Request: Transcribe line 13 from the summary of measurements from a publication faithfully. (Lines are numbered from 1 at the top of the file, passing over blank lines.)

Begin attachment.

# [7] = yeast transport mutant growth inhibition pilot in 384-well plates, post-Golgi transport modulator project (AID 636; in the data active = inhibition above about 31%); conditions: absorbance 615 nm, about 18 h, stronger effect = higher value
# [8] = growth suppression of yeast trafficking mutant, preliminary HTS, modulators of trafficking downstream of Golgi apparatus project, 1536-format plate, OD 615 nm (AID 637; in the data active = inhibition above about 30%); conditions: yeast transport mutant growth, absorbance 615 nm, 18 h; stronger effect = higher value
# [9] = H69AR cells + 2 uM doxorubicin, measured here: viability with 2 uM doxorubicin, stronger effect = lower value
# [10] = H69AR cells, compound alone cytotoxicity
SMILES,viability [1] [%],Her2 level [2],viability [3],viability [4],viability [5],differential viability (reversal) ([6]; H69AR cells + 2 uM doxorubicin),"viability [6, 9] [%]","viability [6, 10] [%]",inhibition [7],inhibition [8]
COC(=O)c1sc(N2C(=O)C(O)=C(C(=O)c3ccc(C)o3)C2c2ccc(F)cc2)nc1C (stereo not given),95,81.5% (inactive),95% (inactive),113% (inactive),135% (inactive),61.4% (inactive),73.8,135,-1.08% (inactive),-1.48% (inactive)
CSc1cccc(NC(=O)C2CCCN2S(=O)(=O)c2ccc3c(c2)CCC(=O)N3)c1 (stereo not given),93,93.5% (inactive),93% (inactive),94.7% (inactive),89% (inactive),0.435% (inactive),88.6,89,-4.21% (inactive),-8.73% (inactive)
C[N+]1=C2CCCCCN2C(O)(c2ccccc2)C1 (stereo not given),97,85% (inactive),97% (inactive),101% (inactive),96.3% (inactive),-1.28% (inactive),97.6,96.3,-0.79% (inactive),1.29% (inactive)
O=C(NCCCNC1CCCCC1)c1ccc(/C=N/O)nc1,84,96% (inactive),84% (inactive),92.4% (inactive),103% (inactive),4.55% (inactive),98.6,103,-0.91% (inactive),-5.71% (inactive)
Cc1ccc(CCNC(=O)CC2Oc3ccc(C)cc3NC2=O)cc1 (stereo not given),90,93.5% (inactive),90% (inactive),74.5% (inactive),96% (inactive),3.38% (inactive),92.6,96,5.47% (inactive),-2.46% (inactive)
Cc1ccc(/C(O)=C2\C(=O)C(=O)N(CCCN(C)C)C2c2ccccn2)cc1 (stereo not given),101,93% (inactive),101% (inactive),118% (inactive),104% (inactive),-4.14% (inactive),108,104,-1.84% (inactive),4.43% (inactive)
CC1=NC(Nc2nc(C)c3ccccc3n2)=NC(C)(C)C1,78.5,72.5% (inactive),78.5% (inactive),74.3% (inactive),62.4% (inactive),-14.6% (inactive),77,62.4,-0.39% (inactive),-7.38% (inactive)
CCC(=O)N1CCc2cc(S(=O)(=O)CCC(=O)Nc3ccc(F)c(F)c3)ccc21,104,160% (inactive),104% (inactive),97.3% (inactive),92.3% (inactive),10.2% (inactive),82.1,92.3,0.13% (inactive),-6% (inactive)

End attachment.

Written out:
CCC(=O)N1CCc2cc(S(=O)(=O)CCC(=O)Nc3ccc(F)c(F)c3)ccc21,104,160% (inactive),104% (inactive),97.3% (inactive),92.3% (inactive),10.2% (inactive),82.1,92.3,0.13% (inactive),-6% (inactive)